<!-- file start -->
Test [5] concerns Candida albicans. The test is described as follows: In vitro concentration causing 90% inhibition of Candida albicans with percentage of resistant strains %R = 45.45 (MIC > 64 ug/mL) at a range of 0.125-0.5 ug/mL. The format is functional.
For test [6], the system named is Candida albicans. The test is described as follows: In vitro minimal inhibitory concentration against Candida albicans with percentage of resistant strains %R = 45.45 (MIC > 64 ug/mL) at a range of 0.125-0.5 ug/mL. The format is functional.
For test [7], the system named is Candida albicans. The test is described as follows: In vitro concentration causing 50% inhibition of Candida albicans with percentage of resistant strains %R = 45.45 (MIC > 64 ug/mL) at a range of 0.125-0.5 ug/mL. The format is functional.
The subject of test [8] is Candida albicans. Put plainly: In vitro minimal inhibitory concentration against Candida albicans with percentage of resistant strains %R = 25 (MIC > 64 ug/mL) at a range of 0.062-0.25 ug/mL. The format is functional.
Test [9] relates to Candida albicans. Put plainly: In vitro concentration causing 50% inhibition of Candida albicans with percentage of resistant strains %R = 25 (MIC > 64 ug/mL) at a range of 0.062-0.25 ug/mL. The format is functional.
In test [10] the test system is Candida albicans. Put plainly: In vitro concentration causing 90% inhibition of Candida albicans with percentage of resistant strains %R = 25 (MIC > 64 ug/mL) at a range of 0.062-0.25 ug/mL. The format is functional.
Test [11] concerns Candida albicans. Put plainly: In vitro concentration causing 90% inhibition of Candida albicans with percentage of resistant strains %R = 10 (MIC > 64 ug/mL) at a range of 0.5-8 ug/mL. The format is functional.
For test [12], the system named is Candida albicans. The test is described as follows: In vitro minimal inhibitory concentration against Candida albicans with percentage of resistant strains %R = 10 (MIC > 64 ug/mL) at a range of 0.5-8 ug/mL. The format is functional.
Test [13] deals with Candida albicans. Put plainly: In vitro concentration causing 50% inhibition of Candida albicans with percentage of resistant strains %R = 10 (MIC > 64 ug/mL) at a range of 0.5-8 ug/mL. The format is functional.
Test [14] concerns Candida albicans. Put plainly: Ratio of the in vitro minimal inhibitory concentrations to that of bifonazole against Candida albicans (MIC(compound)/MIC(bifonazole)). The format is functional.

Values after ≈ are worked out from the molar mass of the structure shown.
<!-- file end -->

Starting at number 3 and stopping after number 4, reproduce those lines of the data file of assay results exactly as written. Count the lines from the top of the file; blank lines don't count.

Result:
For test [7], the system named is Candida albicans. The test is described as follows: In vitro concentration causing 50% inhibition of Candida albicans with percentage of resistant strains %R = 45.45 (MIC > 64 ug/mL) at a range of 0.125-0.5 ug/mL. The format is functional.
The subject of test [8] is Candida albicans. Put plainly: In vitro minimal inhibitory concentration against Candida albicans with percentage of resistant strains %R = 25 (MIC > 64 ug/mL) at a range of 0.062-0.25 ug/mL. The format is functional.